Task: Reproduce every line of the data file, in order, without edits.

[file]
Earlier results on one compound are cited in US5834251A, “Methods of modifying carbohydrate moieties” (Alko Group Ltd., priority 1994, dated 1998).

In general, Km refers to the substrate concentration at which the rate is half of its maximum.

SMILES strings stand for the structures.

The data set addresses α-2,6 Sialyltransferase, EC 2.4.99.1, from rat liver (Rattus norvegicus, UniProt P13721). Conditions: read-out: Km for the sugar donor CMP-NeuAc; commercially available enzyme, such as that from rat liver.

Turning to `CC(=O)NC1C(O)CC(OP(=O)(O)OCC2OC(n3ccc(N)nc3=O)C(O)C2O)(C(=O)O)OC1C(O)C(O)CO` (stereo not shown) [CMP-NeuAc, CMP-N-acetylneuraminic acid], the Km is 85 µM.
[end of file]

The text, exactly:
Earlier results on one compound are cited in US5834251A, “Methods of modifying carbohydrate moieties” (Alko Group Ltd., priority 1994, dated 1998).

In general, Km refers to the substrate concentration at which the rate is half of its maximum.

SMILES strings stand for the structures.

The data set addresses α-2,6 Sialyltransferase, EC 2.4.99.1, from rat liver (Rattus norvegicus, UniProt P13721). Conditions: read-out: Km for the sugar donor CMP-NeuAc; commercially available enzyme, such as that from rat liver.

Turning to `CC(=O)NC1C(O)CC(OP(=O)(O)OCC2OC(n3ccc(N)nc3=O)C(O)C2O)(C(=O)O)OC1C(O)C(O)CO` (stereo not shown) [CMP-NeuAc, CMP-N-acetylneuraminic acid], the Km is 85 µM.